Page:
A royal city needs a royal palace: and the Royal Palace is a must see within the Turin top attractions.
The Royal Palace started his “career” as a bishopric in the XVI Century, then the Savoy family took possession of it.
The palace became the seat of the duchy of Savoy with Emmanuel Philibert, but it was upgraded and enlarged when Emmanuel Philibert’s grandson married in 1619 in Paris the French Princess Christine Marie of France.
The sister of Louis XIII came to live in Turin and she definitely gave to the Palazzo Reale a boost of French grandeur…
The enlargement of the building continued with Christine Marie’s sons and grandson: the Daniel Gallery was created (the name is after Daniel Setier, the Baroque Wien – born painter, the author of the frescoes of the gallery) and the Chapel of the Holy Shroud.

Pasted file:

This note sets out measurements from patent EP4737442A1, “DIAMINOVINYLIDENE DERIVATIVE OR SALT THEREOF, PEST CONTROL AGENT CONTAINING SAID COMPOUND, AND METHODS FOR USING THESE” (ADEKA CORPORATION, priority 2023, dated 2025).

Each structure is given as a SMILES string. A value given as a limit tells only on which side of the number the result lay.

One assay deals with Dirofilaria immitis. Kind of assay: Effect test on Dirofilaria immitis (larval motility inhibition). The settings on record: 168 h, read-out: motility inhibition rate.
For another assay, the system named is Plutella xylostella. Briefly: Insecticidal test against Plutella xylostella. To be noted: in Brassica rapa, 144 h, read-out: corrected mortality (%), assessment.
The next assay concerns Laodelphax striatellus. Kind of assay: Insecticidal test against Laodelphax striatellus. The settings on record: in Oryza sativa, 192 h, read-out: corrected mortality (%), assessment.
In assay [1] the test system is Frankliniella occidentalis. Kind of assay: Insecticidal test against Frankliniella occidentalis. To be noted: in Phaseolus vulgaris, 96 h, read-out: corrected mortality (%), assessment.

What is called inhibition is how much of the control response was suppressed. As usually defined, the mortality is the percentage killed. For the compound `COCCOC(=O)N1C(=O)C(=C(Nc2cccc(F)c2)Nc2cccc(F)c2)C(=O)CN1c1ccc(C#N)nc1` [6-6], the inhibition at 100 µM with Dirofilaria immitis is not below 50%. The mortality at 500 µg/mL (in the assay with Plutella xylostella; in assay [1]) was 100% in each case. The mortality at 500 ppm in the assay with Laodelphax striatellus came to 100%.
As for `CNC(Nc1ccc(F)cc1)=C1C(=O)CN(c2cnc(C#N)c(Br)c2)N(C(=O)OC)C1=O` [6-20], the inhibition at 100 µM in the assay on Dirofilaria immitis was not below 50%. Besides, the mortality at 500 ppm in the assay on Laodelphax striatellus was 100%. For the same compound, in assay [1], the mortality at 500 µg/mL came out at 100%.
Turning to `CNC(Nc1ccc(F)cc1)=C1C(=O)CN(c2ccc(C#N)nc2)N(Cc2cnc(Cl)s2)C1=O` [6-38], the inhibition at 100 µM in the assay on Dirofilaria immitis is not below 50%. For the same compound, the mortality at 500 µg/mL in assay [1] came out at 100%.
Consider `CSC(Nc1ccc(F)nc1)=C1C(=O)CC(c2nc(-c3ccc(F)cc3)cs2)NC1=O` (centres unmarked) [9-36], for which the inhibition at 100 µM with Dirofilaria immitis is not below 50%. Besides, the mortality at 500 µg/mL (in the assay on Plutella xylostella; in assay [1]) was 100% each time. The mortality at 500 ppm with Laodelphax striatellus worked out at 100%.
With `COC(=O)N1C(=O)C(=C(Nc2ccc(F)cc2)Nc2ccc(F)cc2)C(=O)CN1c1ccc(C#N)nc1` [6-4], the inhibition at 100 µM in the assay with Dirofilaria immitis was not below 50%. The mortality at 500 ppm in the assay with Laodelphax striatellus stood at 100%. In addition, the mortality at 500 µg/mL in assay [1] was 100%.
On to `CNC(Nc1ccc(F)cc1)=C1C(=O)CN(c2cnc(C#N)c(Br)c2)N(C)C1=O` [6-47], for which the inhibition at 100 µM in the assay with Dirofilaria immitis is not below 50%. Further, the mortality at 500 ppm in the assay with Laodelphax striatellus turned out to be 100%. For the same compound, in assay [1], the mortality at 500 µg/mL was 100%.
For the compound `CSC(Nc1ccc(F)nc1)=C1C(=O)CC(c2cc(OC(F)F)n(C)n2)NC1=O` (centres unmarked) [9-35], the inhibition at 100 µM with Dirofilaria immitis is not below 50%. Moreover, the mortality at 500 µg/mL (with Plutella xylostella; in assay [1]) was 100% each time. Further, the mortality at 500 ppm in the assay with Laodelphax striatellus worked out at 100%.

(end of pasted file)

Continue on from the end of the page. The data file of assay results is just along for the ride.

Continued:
In 1713 the Dukes of Savoy became Kings of Sicily. Sicily is quite far from Turin, so few years later they “swapped” Sicily for Sardinia: the Kingdom of Piedmont and Sardinia – the “father” of the Kingdom of Italy – was born and the Palazzo was finally Reale: the Royal Palace. Since 1946 the Royal Palace is the museum of the Life and Works of the House of Savoy.
The Palazzo Reale shines for its tapestries collection, or the Chinese study room – along with the Carlo Emanuele II’s Chinese porcelains collection.
The Royal Palace is very well preserved, with lots of original furnitures as well. The garden of the Palace is a tiny yet beautiful jewel.